Paul Scholes has been charged with misconduct by the English Football Association for allegedly breaking its rules on betting.
The former Manchester United midfielder is alleged to have placed 140 bets on football matches over a four-year period ending in January this year, during which time he was a co-owner of Salford City, presently in the National League, the fifth tier of English football .
There is no suggestion that he was betting on the outcome of Salford matches, and no bets were placed by Scholes during the short time he was manager of Oldham Athletic. The FA tightened up its rules on gambling in 2014, effectively bringing in a blanket ban on any betting on any level of football for anyone involved in the game throughout the league pyramid.
Scholes has until April 26th to respond to the charges, and is thought likely to be fined if found guilty rather than suspended.
It is a less clear-cut issue than with players when owners, directors and shareholders place bets on football matches; the extent of their involvement is not always as apparent.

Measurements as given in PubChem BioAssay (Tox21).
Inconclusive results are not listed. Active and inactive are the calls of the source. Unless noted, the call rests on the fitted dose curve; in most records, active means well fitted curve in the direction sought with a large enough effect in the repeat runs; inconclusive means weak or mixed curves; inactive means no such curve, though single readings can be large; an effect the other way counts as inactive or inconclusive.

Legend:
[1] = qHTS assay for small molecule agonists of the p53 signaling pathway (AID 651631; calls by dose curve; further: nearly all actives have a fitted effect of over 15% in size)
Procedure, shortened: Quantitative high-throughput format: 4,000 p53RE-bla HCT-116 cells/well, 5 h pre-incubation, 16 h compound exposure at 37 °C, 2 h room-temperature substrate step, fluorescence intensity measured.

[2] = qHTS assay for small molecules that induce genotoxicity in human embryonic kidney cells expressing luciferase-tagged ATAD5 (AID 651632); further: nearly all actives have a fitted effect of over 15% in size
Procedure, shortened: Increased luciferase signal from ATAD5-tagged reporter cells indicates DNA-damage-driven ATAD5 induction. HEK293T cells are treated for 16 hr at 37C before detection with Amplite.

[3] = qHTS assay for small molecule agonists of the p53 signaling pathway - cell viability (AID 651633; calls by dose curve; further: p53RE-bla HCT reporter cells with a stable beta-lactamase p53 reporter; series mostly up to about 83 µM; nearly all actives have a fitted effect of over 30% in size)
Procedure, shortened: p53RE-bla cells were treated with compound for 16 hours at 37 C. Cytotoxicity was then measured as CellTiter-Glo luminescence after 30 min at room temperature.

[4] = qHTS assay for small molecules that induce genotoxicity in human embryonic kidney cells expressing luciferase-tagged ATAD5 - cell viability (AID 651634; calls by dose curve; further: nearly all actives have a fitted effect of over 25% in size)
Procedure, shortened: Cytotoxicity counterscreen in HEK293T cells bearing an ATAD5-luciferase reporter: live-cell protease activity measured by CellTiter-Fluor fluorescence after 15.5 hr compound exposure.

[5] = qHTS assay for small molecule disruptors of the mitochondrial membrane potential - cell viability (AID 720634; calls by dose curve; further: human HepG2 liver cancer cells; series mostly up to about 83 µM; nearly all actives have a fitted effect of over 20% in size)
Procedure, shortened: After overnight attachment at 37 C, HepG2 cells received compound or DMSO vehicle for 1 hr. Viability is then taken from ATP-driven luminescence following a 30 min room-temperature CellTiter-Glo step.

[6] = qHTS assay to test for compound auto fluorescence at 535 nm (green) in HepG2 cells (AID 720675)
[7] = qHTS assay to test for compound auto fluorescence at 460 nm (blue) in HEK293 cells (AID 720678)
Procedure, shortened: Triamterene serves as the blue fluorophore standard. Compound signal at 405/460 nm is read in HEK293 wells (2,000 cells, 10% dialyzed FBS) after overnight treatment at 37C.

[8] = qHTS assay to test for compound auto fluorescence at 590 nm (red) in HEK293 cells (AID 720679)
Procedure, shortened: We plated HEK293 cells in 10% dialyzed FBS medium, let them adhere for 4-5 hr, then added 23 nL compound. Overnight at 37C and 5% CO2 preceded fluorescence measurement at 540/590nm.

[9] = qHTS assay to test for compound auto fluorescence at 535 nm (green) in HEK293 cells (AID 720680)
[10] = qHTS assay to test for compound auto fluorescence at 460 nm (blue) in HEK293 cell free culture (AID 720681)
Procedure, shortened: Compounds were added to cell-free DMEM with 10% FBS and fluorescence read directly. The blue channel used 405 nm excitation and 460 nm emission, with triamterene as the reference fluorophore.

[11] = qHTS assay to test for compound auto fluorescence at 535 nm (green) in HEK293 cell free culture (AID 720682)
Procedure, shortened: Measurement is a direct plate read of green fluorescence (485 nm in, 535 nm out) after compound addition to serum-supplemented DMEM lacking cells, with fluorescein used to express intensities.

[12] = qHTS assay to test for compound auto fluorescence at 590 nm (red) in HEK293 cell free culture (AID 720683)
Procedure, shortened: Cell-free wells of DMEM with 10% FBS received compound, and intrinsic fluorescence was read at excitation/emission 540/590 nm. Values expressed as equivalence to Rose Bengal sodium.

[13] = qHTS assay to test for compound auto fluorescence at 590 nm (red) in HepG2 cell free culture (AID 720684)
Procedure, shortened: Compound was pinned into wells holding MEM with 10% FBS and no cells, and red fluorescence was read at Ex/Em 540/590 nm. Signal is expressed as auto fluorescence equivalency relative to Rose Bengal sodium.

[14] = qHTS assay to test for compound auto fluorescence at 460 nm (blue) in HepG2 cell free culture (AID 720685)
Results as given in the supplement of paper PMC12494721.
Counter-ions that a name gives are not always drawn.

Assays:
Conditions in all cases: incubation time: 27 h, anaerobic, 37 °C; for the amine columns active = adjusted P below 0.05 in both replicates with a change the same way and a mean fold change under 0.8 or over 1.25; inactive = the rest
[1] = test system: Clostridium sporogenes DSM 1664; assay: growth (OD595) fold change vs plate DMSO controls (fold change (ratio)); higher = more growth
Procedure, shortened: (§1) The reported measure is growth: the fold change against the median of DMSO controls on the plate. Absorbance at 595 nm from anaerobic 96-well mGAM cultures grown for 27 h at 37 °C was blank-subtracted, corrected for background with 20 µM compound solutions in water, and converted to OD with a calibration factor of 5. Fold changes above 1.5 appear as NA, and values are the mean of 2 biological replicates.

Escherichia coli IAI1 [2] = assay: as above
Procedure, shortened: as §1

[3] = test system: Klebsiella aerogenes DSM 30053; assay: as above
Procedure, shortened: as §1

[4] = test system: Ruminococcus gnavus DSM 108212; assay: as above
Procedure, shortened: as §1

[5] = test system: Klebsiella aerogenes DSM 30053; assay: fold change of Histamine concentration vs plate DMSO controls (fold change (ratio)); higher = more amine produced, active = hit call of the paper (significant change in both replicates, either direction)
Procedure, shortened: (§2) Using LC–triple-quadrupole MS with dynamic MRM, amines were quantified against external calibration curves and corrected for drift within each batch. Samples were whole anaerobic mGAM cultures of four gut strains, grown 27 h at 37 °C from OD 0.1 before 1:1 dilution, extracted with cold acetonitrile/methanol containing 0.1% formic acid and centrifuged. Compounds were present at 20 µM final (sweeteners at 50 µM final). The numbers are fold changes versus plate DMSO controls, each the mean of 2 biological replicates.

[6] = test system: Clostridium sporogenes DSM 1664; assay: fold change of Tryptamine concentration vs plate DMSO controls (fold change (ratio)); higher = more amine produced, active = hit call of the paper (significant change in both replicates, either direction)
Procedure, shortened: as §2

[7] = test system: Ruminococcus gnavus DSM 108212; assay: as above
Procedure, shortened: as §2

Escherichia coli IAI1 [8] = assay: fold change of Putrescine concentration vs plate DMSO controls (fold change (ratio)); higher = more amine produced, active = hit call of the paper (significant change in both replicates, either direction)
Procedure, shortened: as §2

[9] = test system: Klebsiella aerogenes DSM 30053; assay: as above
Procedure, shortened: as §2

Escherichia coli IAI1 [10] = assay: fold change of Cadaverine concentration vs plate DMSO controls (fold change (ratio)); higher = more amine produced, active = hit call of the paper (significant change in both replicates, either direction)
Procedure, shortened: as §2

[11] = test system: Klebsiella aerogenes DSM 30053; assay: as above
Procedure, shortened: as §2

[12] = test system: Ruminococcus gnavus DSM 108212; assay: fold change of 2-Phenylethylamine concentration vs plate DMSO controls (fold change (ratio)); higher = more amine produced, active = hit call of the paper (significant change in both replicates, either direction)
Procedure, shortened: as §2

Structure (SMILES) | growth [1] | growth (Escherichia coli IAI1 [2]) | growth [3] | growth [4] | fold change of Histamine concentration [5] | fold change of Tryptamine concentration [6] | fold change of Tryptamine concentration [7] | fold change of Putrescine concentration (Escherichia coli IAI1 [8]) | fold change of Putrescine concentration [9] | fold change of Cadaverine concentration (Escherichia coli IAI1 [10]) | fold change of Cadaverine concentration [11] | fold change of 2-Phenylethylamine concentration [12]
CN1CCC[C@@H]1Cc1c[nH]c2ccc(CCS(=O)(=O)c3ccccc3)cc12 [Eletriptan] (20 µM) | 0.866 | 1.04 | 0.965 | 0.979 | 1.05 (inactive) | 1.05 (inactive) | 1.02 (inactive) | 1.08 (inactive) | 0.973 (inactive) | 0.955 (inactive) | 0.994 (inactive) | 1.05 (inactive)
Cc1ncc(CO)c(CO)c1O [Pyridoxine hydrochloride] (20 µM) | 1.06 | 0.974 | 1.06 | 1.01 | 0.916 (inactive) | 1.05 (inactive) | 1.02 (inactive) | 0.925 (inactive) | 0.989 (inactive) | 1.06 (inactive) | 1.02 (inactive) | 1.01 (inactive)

An FA spokesman explained the distinction now used is whether someone is a participant in football, a catch-all description intended to include players, managers, owners, agents and anyone working within the game.
“The rule of thumb is that if you work in football you cannot bet on football,” the spokesman said. “It doesn’t matter if it is a bet on a different club or a different country. If you are a participant in football all bets are off.”
West Ham’s Robert Snodgrass has been given a one-match ban after an independent regulatory commission found him guilty of misconduct towards UK Anti-Doping officials, the FA has announced.
The FA said: “It was alleged that his language and/or behaviour towards UK Anti-Doping officials, who were visiting West Ham United’s training ground on 06 February 2019, was abusive and/or insulting and/or improper.
“The player has been given a one-match suspension, which is not currently active whilst he considers his right of appeal, and fined £30,000.”
It is understood Snodgrass was not scheduled to be tested nor did he refuse to take a test. – Guardian